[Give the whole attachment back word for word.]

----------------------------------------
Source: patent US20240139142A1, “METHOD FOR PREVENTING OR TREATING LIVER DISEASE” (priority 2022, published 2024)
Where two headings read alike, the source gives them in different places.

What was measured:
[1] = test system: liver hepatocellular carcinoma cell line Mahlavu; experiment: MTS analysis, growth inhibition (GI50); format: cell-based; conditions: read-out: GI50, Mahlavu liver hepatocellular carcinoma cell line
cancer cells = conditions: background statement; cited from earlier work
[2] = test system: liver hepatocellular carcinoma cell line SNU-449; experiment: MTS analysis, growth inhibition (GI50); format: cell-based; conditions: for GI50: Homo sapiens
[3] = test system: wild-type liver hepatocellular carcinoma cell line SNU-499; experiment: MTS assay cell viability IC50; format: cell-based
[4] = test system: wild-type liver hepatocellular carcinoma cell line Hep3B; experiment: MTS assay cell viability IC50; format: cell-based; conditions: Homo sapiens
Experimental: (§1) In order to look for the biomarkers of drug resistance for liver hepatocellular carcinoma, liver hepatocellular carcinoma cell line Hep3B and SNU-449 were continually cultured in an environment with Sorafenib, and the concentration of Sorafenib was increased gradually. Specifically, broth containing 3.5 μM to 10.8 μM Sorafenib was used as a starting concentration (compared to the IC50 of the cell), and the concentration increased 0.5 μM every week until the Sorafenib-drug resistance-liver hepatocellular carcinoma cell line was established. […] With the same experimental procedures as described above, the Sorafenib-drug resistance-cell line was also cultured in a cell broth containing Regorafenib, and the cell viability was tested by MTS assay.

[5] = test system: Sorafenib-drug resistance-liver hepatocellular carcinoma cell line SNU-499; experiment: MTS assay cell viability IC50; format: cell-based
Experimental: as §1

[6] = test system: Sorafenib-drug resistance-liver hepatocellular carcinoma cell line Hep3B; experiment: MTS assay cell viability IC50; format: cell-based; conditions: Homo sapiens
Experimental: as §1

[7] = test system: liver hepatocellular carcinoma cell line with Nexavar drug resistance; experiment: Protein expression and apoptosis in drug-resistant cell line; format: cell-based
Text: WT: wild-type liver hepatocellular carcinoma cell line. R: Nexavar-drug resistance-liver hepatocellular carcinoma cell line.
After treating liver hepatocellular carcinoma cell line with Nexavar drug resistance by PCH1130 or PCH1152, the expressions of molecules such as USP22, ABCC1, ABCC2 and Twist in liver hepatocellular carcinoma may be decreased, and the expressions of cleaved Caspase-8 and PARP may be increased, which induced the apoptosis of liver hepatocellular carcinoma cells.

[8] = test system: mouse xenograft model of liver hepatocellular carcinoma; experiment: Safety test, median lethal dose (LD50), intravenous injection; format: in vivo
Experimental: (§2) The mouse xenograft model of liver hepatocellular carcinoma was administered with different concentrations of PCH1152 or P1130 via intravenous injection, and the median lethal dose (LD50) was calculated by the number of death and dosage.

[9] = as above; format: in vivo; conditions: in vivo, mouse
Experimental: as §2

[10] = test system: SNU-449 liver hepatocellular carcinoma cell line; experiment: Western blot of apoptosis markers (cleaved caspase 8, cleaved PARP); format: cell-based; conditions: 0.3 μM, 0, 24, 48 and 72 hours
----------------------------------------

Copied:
Source: patent US20240139142A1, “METHOD FOR PREVENTING OR TREATING LIVER DISEASE” (priority 2022, published 2024)
Where two headings read alike, the source gives them in different places.

What was measured:
[1] = test system: liver hepatocellular carcinoma cell line Mahlavu; experiment: MTS analysis, growth inhibition (GI50); format: cell-based; conditions: read-out: GI50, Mahlavu liver hepatocellular carcinoma cell line
cancer cells = conditions: background statement; cited from earlier work
[2] = test system: liver hepatocellular carcinoma cell line SNU-449; experiment: MTS analysis, growth inhibition (GI50); format: cell-based; conditions: for GI50: Homo sapiens
[3] = test system: wild-type liver hepatocellular carcinoma cell line SNU-499; experiment: MTS assay cell viability IC50; format: cell-based
[4] = test system: wild-type liver hepatocellular carcinoma cell line Hep3B; experiment: MTS assay cell viability IC50; format: cell-based; conditions: Homo sapiens
Experimental: (§1) In order to look for the biomarkers of drug resistance for liver hepatocellular carcinoma, liver hepatocellular carcinoma cell line Hep3B and SNU-449 were continually cultured in an environment with Sorafenib, and the concentration of Sorafenib was increased gradually. Specifically, broth containing 3.5 μM to 10.8 μM Sorafenib was used as a starting concentration (compared to the IC50 of the cell), and the concentration increased 0.5 μM every week until the Sorafenib-drug resistance-liver hepatocellular carcinoma cell line was established. […] With the same experimental procedures as described above, the Sorafenib-drug resistance-cell line was also cultured in a cell broth containing Regorafenib, and the cell viability was tested by MTS assay.

[5] = test system: Sorafenib-drug resistance-liver hepatocellular carcinoma cell line SNU-499; experiment: MTS assay cell viability IC50; format: cell-based
Experimental: as §1

[6] = test system: Sorafenib-drug resistance-liver hepatocellular carcinoma cell line Hep3B; experiment: MTS assay cell viability IC50; format: cell-based; conditions: Homo sapiens
Experimental: as §1

[7] = test system: liver hepatocellular carcinoma cell line with Nexavar drug resistance; experiment: Protein expression and apoptosis in drug-resistant cell line; format: cell-based
Text: WT: wild-type liver hepatocellular carcinoma cell line. R: Nexavar-drug resistance-liver hepatocellular carcinoma cell line.
After treating liver hepatocellular carcinoma cell line with Nexavar drug resistance by PCH1130 or PCH1152, the expressions of molecules such as USP22, ABCC1, ABCC2 and Twist in liver hepatocellular carcinoma may be decreased, and the expressions of cleaved Caspase-8 and PARP may be increased, which induced the apoptosis of liver hepatocellular carcinoma cells.

[8] = test system: mouse xenograft model of liver hepatocellular carcinoma; experiment: Safety test, median lethal dose (LD50), intravenous injection; format: in vivo
Experimental: (§2) The mouse xenograft model of liver hepatocellular carcinoma was administered with different concentrations of PCH1152 or P1130 via intravenous injection, and the median lethal dose (LD50) was calculated by the number of death and dosage.

[9] = as above; format: in vivo; conditions: in vivo, mouse
Experimental: as §2

[10] = test system: SNU-449 liver hepatocellular carcinoma cell line; experiment: Western blot of apoptosis markers (cleaved caspase 8, cleaved PARP); format: cell-based; conditions: 0.3 μM, 0, 24, 48 and 72 hours